September 2002 | How-To | Ten Tips

Choosing the Right Logistics Consultant

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Choosing a logistics consultant should not be a search for the lowest-cost solution, but rather a search for experience and success based on definitive criteria. Dr. Dick Powers, CEO and president of the Bend, Ore., and Manassas, Va.-based consulting firm INSIGHT, which solves logistics and supply chain issues with optimization-based solutions, offers these tips for selecting the right consultant:

1. Ask for a record of success. Find out if the consultant in question has done the type of work that you are asking for help with. Request a client list and check the references. Gather proof of technical certification.

2. Use technological expertise as criteria. Consultants should consider leveraging your current technology investment instead of requiring new purchases, if possible. Make sure the consultant can build solutions that take full advantage of leading-edge technology and accommodate rapidly changing technology. They should plan for huge traffic volumes, increasingly diverse applications, and constantly evolving technology. Their solutions should be scalable to protect your company's investment.

3. Choose a listener. Make sure the consultant in question takes time to understand your business goals and objectives. Did he do all the talking during your meeting? Or did he take time to understand your business operation and goals, then offer a clear and compelling vision of solutions that meet your objectives?

4. Select experience. Does the consultant have solid financial footing? You don't want to use a consulting firm that will be out of business in a year. Establish effective programs for knowledge transfer, software/hardware updates, and support. Determine if the consulting firm has published works or other documentation about its key personnel.

5. Get a detailed business plan. Make sure the consultant has a proven methodology for what he/she will do. The methodology should consist of specific steps and guidelines that ensure current technology is leveraged, your team is involved in each phase of the project, and all applications and development steps are fully documented and supported. The process should include milestones with quality assurances built into control points.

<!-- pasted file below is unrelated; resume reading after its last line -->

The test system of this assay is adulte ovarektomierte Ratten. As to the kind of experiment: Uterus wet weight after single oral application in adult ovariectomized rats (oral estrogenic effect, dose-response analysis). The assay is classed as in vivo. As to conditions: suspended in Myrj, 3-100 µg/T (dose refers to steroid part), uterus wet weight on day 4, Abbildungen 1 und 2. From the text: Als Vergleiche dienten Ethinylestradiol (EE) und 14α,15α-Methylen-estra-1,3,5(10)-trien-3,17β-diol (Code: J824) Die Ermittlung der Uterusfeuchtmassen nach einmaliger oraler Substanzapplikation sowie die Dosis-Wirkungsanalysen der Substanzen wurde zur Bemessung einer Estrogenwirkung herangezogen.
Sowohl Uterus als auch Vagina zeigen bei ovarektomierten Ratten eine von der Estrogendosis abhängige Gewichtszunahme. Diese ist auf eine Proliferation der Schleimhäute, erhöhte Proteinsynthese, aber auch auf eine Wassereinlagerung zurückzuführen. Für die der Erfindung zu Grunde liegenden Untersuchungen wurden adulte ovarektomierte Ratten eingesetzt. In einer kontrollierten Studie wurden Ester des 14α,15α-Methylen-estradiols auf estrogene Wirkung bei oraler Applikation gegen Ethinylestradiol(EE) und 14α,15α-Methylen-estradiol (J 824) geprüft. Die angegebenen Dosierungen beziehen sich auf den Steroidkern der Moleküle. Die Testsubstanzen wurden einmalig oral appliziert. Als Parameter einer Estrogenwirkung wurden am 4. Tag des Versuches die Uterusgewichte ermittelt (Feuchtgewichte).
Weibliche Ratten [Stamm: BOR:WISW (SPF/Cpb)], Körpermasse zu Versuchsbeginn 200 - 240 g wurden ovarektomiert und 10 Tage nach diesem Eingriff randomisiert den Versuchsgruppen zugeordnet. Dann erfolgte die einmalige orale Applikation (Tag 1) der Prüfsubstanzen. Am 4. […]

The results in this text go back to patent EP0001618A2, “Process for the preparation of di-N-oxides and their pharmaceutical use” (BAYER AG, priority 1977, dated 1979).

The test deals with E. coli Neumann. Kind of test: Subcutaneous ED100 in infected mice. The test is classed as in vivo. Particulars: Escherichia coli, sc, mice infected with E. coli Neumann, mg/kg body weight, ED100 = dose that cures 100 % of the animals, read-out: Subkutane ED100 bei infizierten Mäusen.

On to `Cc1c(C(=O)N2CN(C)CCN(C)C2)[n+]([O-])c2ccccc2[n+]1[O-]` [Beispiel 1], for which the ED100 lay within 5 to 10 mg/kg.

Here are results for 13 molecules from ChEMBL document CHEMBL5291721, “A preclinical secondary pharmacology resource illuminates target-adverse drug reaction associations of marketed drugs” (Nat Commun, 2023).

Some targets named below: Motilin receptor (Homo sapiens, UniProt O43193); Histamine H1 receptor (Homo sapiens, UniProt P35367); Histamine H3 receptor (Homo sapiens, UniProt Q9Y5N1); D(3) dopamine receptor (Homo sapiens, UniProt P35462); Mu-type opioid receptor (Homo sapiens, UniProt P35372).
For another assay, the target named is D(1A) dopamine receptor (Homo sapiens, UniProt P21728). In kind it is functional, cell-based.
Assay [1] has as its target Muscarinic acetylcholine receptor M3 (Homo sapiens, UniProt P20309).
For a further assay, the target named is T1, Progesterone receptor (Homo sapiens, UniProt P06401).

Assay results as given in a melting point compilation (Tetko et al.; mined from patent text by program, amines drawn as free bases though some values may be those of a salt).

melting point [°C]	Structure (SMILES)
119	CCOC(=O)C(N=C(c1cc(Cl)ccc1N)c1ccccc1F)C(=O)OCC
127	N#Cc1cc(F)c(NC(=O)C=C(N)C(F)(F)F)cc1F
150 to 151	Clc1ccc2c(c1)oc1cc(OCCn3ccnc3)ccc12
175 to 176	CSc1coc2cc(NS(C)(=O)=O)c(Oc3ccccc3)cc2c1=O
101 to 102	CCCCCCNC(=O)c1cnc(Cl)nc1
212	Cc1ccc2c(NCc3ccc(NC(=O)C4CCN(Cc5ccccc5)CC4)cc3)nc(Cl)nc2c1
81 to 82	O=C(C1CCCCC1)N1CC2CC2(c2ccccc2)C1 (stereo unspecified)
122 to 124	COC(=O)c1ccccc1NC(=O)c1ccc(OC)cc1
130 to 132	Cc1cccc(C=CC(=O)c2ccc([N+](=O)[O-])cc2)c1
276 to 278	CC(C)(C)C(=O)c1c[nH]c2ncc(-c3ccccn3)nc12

6. Check out the management plan. Consulting firms must have programs in place to manage each project for defect, risk and issue tracking, change management control, and contact information. Ask how they will manage the task and control their process.

7. Look at its resources. Does the potential consultant have all the resources necessary to provide whatever help the assignment needs? Consider how large the company is and whether it will have the right mix of people available when needed. The consultant may need to use subcontractors to meet a tight deadline or for special requirements. Get a description of the people who will be engaged in your project: their values, experience, knowledge, and skills.

8. Ask if the firm believes in teamwork. Does the potential consultant allow the team to work together? Ask if the firm mentors and trains its clients. This is an effective way to transfer knowledge to those who will use it daily. Consultants need to establish a rapport with key staff in your organization. They should be willing to listen to your requirements, explain their reasoning and, where appropriate, modify their proposals in light of your comments.

9. Search for a consultant who will accommodate your corporate culture. Consultants should accommodate their clients' business practices, not make them conform to standards.

10. Seek out flexibility and organizational skills. The consultant must be able to reorganize its current team to meet your current and future goals. If your business changes, will the consultant be able to readapt processes quickly to meet your new requirements?

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